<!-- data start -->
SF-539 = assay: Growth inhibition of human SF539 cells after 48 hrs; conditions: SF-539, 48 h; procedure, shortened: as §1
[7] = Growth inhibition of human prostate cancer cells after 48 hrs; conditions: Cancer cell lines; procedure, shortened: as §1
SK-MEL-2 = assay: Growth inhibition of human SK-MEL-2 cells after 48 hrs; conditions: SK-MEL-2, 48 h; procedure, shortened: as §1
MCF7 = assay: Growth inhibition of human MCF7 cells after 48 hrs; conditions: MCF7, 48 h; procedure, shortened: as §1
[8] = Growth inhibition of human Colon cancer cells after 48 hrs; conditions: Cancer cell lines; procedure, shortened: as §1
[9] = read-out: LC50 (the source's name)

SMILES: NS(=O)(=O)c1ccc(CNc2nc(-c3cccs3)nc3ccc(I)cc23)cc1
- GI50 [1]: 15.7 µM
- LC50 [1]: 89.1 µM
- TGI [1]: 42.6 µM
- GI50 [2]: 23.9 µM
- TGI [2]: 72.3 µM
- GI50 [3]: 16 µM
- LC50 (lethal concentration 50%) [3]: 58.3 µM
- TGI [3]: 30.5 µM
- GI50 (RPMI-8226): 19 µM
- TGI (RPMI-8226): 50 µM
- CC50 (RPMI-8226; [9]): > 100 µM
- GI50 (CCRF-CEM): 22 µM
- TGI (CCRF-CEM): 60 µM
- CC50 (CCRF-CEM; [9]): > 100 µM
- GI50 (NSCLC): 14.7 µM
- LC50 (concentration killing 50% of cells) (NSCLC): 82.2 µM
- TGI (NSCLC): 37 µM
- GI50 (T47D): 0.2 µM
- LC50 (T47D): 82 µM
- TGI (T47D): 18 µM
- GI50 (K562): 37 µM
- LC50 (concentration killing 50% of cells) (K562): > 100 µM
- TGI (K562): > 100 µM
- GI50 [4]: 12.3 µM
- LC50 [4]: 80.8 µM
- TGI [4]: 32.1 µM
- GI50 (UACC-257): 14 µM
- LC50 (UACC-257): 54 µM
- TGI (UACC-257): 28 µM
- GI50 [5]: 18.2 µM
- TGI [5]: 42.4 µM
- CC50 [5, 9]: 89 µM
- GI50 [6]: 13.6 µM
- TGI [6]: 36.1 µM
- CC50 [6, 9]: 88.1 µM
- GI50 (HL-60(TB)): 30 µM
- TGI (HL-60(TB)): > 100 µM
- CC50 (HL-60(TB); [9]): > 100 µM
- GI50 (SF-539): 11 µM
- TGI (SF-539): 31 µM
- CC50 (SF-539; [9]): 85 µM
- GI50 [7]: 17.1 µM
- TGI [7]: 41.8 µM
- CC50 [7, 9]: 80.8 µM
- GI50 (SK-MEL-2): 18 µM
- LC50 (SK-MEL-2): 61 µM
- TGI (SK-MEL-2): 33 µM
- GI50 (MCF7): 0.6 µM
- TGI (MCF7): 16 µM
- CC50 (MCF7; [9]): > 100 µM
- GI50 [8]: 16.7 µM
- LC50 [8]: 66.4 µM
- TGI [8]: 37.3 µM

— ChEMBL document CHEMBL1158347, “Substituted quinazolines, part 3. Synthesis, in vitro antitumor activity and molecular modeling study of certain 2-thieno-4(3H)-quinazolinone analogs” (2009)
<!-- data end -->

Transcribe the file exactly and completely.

SF-539 = assay: Growth inhibition of human SF539 cells after 48 hrs; conditions: SF-539, 48 h; procedure, shortened: as §1
[7] = Growth inhibition of human prostate cancer cells after 48 hrs; conditions: Cancer cell lines; procedure, shortened: as §1
SK-MEL-2 = assay: Growth inhibition of human SK-MEL-2 cells after 48 hrs; conditions: SK-MEL-2, 48 h; procedure, shortened: as §1
MCF7 = assay: Growth inhibition of human MCF7 cells after 48 hrs; conditions: MCF7, 48 h; procedure, shortened: as §1
[8] = Growth inhibition of human Colon cancer cells after 48 hrs; conditions: Cancer cell lines; procedure, shortened: as §1
[9] = read-out: LC50 (the source's name)

SMILES: NS(=O)(=O)c1ccc(CNc2nc(-c3cccs3)nc3ccc(I)cc23)cc1
- GI50 [1]: 15.7 µM
- LC50 [1]: 89.1 µM
- TGI [1]: 42.6 µM
- GI50 [2]: 23.9 µM
- TGI [2]: 72.3 µM
- GI50 [3]: 16 µM
- LC50 (lethal concentration 50%) [3]: 58.3 µM
- TGI [3]: 30.5 µM
- GI50 (RPMI-8226): 19 µM
- TGI (RPMI-8226): 50 µM
- CC50 (RPMI-8226; [9]): > 100 µM
- GI50 (CCRF-CEM): 22 µM
- TGI (CCRF-CEM): 60 µM
- CC50 (CCRF-CEM; [9]): > 100 µM
- GI50 (NSCLC): 14.7 µM
- LC50 (concentration killing 50% of cells) (NSCLC): 82.2 µM
- TGI (NSCLC): 37 µM
- GI50 (T47D): 0.2 µM
- LC50 (T47D): 82 µM
- TGI (T47D): 18 µM
- GI50 (K562): 37 µM
- LC50 (concentration killing 50% of cells) (K562): > 100 µM
- TGI (K562): > 100 µM
- GI50 [4]: 12.3 µM
- LC50 [4]: 80.8 µM
- TGI [4]: 32.1 µM
- GI50 (UACC-257): 14 µM
- LC50 (UACC-257): 54 µM
- TGI (UACC-257): 28 µM
- GI50 [5]: 18.2 µM
- TGI [5]: 42.4 µM
- CC50 [5, 9]: 89 µM
- GI50 [6]: 13.6 µM
- TGI [6]: 36.1 µM
- CC50 [6, 9]: 88.1 µM
- GI50 (HL-60(TB)): 30 µM
- TGI (HL-60(TB)): > 100 µM
- CC50 (HL-60(TB); [9]): > 100 µM
- GI50 (SF-539): 11 µM
- TGI (SF-539): 31 µM
- CC50 (SF-539; [9]): 85 µM
- GI50 [7]: 17.1 µM
- TGI [7]: 41.8 µM
- CC50 [7, 9]: 80.8 µM
- GI50 (SK-MEL-2): 18 µM
- LC50 (SK-MEL-2): 61 µM
- TGI (SK-MEL-2): 33 µM
- GI50 (MCF7): 0.6 µM
- TGI (MCF7): 16 µM
- CC50 (MCF7; [9]): > 100 µM
- GI50 [8]: 16.7 µM
- LC50 [8]: 66.4 µM
- TGI [8]: 37.3 µM

— ChEMBL document CHEMBL1158347, “Substituted quinazolines, part 3. Synthesis, in vitro antitumor activity and molecular modeling study of certain 2-thieno-4(3H)-quinazolinone analogs” (2009)